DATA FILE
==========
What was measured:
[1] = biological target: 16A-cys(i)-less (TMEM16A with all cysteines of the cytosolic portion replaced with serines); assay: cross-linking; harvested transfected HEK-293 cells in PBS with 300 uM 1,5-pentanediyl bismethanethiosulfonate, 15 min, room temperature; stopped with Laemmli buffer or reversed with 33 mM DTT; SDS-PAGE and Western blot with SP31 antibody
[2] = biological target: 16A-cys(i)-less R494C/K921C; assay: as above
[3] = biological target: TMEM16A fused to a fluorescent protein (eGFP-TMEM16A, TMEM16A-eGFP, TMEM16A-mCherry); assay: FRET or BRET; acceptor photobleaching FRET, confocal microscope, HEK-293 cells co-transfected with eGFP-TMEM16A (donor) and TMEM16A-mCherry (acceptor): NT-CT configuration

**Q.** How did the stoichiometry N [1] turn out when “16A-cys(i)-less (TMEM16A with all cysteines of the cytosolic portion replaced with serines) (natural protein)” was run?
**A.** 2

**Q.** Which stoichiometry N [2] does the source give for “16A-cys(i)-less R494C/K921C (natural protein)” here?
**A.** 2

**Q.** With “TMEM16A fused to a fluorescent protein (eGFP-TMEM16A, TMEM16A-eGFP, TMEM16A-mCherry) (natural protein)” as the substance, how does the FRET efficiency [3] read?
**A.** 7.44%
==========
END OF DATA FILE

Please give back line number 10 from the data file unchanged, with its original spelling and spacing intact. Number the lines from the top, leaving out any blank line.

**A.** 7.44%